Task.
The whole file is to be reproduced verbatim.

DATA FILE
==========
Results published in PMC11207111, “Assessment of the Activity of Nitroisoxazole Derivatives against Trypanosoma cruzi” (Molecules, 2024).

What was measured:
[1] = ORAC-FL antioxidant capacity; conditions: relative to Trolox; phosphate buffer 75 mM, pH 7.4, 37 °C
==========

Results published in PMC11207111, “Assessment of the Activity of Nitroisoxazole Derivatives against Trypanosoma cruzi” (Molecules, 2024).

What was measured:
[1] = ORAC-FL antioxidant capacity; conditions: relative to Trolox; phosphate buffer 75 mM, pH 7.4, 37 °C